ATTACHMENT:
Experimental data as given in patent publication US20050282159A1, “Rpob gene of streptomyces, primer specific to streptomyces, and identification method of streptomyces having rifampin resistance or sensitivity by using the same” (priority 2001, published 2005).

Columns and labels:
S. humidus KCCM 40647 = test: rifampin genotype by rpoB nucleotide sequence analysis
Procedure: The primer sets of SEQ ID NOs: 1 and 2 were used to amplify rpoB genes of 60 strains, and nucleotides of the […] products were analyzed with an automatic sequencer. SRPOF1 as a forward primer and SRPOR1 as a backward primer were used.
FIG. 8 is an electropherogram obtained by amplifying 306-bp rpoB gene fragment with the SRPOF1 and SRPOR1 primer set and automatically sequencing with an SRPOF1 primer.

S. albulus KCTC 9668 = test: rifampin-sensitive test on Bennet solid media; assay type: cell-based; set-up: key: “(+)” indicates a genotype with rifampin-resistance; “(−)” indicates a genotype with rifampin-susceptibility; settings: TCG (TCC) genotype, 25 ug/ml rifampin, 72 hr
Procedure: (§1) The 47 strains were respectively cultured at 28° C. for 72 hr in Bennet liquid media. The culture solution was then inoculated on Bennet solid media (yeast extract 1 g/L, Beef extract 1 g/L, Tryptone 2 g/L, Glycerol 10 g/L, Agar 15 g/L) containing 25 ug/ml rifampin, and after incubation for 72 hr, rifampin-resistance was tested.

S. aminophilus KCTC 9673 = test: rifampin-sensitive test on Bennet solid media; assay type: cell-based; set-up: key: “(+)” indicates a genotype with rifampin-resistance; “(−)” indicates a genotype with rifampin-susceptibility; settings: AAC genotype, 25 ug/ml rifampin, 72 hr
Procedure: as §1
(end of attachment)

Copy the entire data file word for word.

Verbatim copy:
Experimental data as given in patent publication US20050282159A1, “Rpob gene of streptomyces, primer specific to streptomyces, and identification method of streptomyces having rifampin resistance or sensitivity by using the same” (priority 2001, published 2005).

Columns and labels:
S. humidus KCCM 40647 = test: rifampin genotype by rpoB nucleotide sequence analysis
Procedure: The primer sets of SEQ ID NOs: 1 and 2 were used to amplify rpoB genes of 60 strains, and nucleotides of the […] products were analyzed with an automatic sequencer. SRPOF1 as a forward primer and SRPOR1 as a backward primer were used.
FIG. 8 is an electropherogram obtained by amplifying 306-bp rpoB gene fragment with the SRPOF1 and SRPOR1 primer set and automatically sequencing with an SRPOF1 primer.

S. albulus KCTC 9668 = test: rifampin-sensitive test on Bennet solid media; assay type: cell-based; set-up: key: “(+)” indicates a genotype with rifampin-resistance; “(−)” indicates a genotype with rifampin-susceptibility; settings: TCG (TCC) genotype, 25 ug/ml rifampin, 72 hr
Procedure: (§1) The 47 strains were respectively cultured at 28° C. for 72 hr in Bennet liquid media. The culture solution was then inoculated on Bennet solid media (yeast extract 1 g/L, Beef extract 1 g/L, Tryptone 2 g/L, Glycerol 10 g/L, Agar 15 g/L) containing 25 ug/ml rifampin, and after incubation for 72 hr, rifampin-resistance was tested.

S. aminophilus KCTC 9673 = test: rifampin-sensitive test on Bennet solid media; assay type: cell-based; set-up: key: “(+)” indicates a genotype with rifampin-resistance; “(−)” indicates a genotype with rifampin-susceptibility; settings: AAC genotype, 25 ug/ml rifampin, 72 hr
Procedure: as §1